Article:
The protein concentration was determined using the method of (Bradford 1976) with bovine serum albumin as standard. Protein samples were analyzed by sodium dodecyl sulfate polyacrylamide gel electrophoresis (SDS-PAGE) (Laemmli 1970). Coomassie blue staining was used for the visualization of the protein bands.
Influence of the pH in MRS medium on the heterologous MLE production
The influence of pH on the plasmid stability and on the subsequent production of MLE was determined in MRS medium containing 5 μg/ml erythromycin. The recombinant strain was first grown in 5 ml MRS medium at initial pH of 4.0, 5.0 and 6.0. The resulting cells were diluted into 100 ml MRS medium in appropriate pH to final OD600 of 0.05 and further incubated until OD600 reached at least 0.2 before induction with 25 ng/ml peptide pheromone IP-673. After 24 h, including 19 h of induction time at 25°C, the induced cells were harvested (4.000 rpm, 10 min, 4°C), washed twice with 0.9% NaCl solution and resuspended in HEPES buffer (pH 6.0). Thereafter, 0.5 ml cell suspension was homogenized in Precellyse 24 (Bertin Technology, Montigny, France) in presence of 0.5 g glass beads (0.5 mm) and after centrifugation (16.000 rpm, 10 min, 4°C) MLE activity in the cell free supernatant was determined.
The wild-type and the recombinant L. plantarum strains were also tested for their efficiency to decarboxylate L-malic acid in a medium at pH 4.0. These strains were cultivated in 250 ml MRS-medium including 5 g/l L-malic acid at 25°C for 24 h with initial OD600 of 0.1 and the recombinant strain was induced for 12 h. Samples, taken at regular intervals, were assayed for cell density (OD600) and quantity of L-malic acid. All experiments were performed in triplicate.
Reduction of acidity in a malic acid solution
Cells of the wild-type and the recombinant L. plantarum, harbouring pSC9mle, were used to compare their efficiency to convert L-malic acid. Both strains were cultivated anaerobically in 300 ml MRS broth containing 5 g/l L-malic acid. Additionally, the recombinant strain was also cultivated in the absence of L-malic acid. Cultures with initial cell density of 0.2 (OD600) were grown at 30°C for 2 h before the recombinant strains were induced with 25 ng/ml peptide pheromone. Cells were harvested (4,000 rpm, 10 min, 20°C) after 6 h of induction at 25°C, washed once with 500 ml 0.9% NaCl solution and resuspended in malolactic test solution (3 g/l L-malic acid, pH 5.0). Intracellular MLE activity was determined as described above. The cell suspensions were further diluted to a final OD600 of approximately 0.1 in 200 ml malolactic test solution and 200 ml malolactic test solution was supplemented with 0.1 mM NAD+ and 0.02 mM Mn2+. The malolactic test solution contained no antibiotics and inducing agent due to the use of pre-induced cells. These solutions were incubated at 25°C with regular sampling to measure the cell density (OD600) and the content of malic and lactic acid by HPLC as described above. The according number of colony forming units (CFU) was determined using the most probable number (MPN) method. Therefore three serials of 10-fold dilutions were prepared in MRS medium, starting with 1 ml sample of wild-type L. plantarum cells (from inoculated malolactic test solution) and incubated at 30°C for 48 h.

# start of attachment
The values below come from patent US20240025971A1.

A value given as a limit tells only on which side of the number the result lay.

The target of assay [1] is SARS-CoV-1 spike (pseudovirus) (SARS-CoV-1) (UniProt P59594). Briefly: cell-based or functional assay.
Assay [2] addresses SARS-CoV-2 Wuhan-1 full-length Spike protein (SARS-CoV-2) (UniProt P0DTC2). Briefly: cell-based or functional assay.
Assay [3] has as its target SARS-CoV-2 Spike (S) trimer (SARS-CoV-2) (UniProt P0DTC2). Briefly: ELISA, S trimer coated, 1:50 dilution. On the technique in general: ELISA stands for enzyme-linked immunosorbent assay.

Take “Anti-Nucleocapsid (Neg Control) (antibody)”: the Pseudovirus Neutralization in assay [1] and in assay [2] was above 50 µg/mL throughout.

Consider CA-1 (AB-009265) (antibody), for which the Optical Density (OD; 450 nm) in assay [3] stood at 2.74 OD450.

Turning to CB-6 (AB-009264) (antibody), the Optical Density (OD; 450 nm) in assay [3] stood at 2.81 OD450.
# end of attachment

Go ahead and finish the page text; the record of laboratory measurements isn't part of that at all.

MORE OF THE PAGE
Decarboxylation of malic acid in modified wine
The wild-type strain and the recombinant L. plantarum strain were also applied for conducting MLF in modified wine. The wine used, a Grüner Veltliner from vintage 2010, was adjusted to pH 5.0 by deacidification (original total acid of 8 g/L and 3 g/L malic acid) with CaCO3. The deacidified wine had a final chemical analysis of 11.8 v/v alcohol, 24 mg/l free SO2, 76 mg/l total SO2, 0.2 g/l glucose, 0.4 g/l fructose and 2.3 g/l L-malic acid with a pH of 4.8. This wine was further manipulated by addition of L-malic acid and adjustment to pH 5.0 with 4.0 M KOH. To avoid possibilities of contamination the final wine was sterile filtered (0.22 μm filter membrane). Cells used for the experiment with modified wine, containing additionally Mn2+ and NAD+, were treated the same as described for the application in malolactic test solution.
The behaviour of cells, which are being able to adapt to wine, were investigated. Both strains were pre-cultured as described above with the following modifications: the pre-cultures were grown in 100 ml MRS medium containing 5 g/l L-malic acid over night and were used to inoculate 100 ml MRS medium diluted with 25% modified wine (pH 5.7). After 12 h incubation 1 ml of these cultures, containing the cells that were pre-adapted to MRS medium with 25% modified wine, were inoculated to 100 ml medium containing 50% modified wine (pH 5.6) and inducted when the cell density reached ~0.2 (OD600). The cells were harvested after 12 h induction. Each experiment was performed in triplicate in 250 ml modified wine at 25°C. Samples were taken regularly and tested spectrophotometrically for cell density (OD600) and enzymatically for the content of L-malic acid as described above.